For all of the emphasis on quality improvement—as well as the acknowledged overlap between assessment of the quality of healthcare services and clinical ethics—the quality of clinical ethics consultation has received scant attention, especially in terms of empirical measurement. Recognizing this need, the second edition of Core Competencies for Health Care Ethics Consultation identified four domains of ethics quality: (1) ethicality, (2) stakeholders’ satisfaction, (3) resolution of the presenting conflict/dilemma, and (4) education that translates into knowledge. This study is the (...) first, to our knowledge, to directly measure all of these domains. Here we describe the quality improvement process undertaken at a tertiary care academic medical center, as well as the tools developed to measure the quality of ethics consultation, which include post-consultation satisfaction surveys and weekly case conferences. The information gained through these tools helps to improve not only the process of ethics consultation, but also the measurement and assurance of quality. (shrink)
Clinical simulation using standardized patients has become standard in medical education—and is now being incorporated into some graduate programs in bioethics—for both formative and summative evaluation. In most hospitals, though, clinical ethics consultation is done by the ethics committee (or a subset of it). This study is the first, to our knowledge, to examine the effectiveness of standardized patient simulation in training hospital ethics committees to deal with ethically complex and emotionally fraught clinical situations. Following a substantial revision of the (...) institution’s nonbeneficial treatment policy, ethics committee members underwent a simulation to determine whether a specific requested treatment should be withheld on the basis of futility. Pre- and postintervention surveys showed improvement in all domains, although the small sample size limited the power of the study, with only one measure showing a statistically significant difference. An interesting incidental finding was that one-quarter of committee members voted against a determination of futility, even though the case clearly met the definition set forth in the policy. This highlights the emotional challenges in implementing an ethically rigorous, unanimously accepted policy that ultimately determines the timing and manner of a patient’s death. (shrink)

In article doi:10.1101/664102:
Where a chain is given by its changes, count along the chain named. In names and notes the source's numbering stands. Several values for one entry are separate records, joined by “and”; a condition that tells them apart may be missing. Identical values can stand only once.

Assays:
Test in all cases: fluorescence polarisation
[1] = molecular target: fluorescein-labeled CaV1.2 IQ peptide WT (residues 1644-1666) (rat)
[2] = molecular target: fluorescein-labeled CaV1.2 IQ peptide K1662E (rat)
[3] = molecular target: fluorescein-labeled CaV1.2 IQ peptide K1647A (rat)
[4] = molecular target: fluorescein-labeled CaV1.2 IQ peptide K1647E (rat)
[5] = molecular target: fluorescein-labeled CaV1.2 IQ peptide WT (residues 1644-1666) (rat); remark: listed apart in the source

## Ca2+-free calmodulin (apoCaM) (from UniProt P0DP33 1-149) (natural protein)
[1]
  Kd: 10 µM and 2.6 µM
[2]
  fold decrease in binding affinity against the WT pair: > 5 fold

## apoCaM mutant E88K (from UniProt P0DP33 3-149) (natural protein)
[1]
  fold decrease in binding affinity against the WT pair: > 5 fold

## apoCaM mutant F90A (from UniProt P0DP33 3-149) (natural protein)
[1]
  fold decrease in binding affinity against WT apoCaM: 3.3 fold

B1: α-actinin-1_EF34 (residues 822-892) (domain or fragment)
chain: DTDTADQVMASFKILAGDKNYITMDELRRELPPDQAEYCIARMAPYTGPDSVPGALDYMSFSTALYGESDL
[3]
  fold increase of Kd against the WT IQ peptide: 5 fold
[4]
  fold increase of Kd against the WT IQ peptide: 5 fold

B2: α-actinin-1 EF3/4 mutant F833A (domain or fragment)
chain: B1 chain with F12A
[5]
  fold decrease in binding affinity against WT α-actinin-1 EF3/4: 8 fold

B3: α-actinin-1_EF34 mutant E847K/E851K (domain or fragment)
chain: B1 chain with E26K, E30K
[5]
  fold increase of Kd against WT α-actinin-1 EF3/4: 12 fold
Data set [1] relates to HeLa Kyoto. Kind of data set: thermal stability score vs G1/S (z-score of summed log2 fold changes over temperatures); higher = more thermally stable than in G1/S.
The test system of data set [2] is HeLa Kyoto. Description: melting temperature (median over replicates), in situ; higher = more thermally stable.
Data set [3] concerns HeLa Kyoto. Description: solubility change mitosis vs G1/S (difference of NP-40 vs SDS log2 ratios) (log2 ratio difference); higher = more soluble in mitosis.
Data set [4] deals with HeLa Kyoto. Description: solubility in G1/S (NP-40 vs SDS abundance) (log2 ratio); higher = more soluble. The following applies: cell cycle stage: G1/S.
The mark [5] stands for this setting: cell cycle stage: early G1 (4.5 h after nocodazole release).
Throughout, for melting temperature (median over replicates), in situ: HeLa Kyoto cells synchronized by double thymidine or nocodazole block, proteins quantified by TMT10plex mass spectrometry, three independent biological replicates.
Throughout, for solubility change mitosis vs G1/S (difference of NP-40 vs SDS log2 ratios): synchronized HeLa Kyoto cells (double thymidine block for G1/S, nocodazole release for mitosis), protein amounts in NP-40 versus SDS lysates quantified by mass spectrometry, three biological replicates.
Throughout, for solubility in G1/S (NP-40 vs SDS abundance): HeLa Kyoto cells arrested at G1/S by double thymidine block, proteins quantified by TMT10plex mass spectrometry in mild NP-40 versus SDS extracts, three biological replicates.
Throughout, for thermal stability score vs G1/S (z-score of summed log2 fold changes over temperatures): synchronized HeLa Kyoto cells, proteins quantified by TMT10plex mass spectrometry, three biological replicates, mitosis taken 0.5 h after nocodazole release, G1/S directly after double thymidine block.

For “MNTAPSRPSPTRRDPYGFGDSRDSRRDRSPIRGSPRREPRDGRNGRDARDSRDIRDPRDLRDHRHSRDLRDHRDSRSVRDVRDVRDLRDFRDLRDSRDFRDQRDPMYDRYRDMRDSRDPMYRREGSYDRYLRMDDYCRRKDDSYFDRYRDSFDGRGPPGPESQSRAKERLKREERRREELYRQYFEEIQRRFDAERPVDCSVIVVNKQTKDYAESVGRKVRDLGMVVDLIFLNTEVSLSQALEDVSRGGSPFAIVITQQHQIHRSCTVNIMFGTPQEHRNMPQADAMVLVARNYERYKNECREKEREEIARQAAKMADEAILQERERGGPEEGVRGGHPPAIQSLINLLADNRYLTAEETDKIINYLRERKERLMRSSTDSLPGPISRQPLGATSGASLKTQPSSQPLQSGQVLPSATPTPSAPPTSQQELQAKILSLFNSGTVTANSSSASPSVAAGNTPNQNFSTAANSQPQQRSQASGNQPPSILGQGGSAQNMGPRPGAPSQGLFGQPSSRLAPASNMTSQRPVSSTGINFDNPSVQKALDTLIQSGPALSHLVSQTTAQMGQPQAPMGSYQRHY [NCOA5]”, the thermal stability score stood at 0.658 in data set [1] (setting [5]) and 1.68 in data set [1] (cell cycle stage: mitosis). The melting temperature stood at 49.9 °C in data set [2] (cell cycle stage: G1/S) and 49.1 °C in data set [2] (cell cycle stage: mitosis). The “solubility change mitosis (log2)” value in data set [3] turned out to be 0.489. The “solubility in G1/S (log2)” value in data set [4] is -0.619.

A comprehensive analysis of ethical topics in palliative care, combining clinical experience and philosophical rigor. A broad array of topics are explored from historical, legal, clinical, and ethical perspectives, offering both the seasoned clinician and interested lay reader a thorough examination of the complex ethical issues facing patients suffering from life-threatening illness.
Background Because opioids can suppress respiratory drive, the principle of double effect (PDE) has been used to justify their use for terminally ill patients. Recent studies, however, suggest that the risk of respiratory depression in typical end-of-life (EOL) situations may be overstated and that heightened concern for this rare occurrence can lead to inadequate treatment of pain. The purpose of this study is to examine the role of the PDE in medical school ethics education, with specific reference to its potential (...) impact on pain management at EOL. Method After obtaining institutional review board approval, an electronic survey was sent to ethics educators at every allopathic medical school in the USA. Results One-third of ethics educators felt that opioids were ‘likely’ to cause significant respiratory depression that could hasten death. Educators' opinions of opioid effects did not influence their view of the relevance of the PDE, with approximately 70% deeming it relevant to EOL care. Only 15% of ethics educators believed that associating the PDE with opioid use might discourage clinicians from optimally treating pain, out of concern for respiratory depression. Conclusion This study demonstrates that a significant minority of ethics educators believe, contrary to current evidence, that opioids are ‘likely’ to cause significant respiratory depression that could hasten death in terminally ill patients. Yet, many of those who do not feel this is likely still rely on the PDE to justify this possibility, potentially (and unknowingly) contributing to clinical misperceptions and underutilisation of opioids at EOL. (shrink)